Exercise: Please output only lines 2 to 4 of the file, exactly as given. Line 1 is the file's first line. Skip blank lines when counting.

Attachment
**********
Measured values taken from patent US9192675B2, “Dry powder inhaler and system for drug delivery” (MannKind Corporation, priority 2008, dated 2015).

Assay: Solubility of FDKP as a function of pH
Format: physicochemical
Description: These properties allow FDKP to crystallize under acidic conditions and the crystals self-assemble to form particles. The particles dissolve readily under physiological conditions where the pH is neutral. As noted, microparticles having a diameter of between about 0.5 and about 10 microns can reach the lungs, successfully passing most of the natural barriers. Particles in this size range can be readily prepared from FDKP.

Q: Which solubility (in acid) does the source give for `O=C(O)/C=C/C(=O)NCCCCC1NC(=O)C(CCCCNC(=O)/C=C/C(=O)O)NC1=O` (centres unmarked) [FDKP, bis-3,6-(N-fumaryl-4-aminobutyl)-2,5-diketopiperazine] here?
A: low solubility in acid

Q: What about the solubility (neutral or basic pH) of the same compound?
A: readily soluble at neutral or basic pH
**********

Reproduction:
Assay: Solubility of FDKP as a function of pH
Format: physicochemical
Description: These properties allow FDKP to crystallize under acidic conditions and the crystals self-assemble to form particles. The particles dissolve readily under physiological conditions where the pH is neutral. As noted, microparticles having a diameter of between about 0.5 and about 10 microns can reach the lungs, successfully passing most of the natural barriers. Particles in this size range can be readily prepared from FDKP.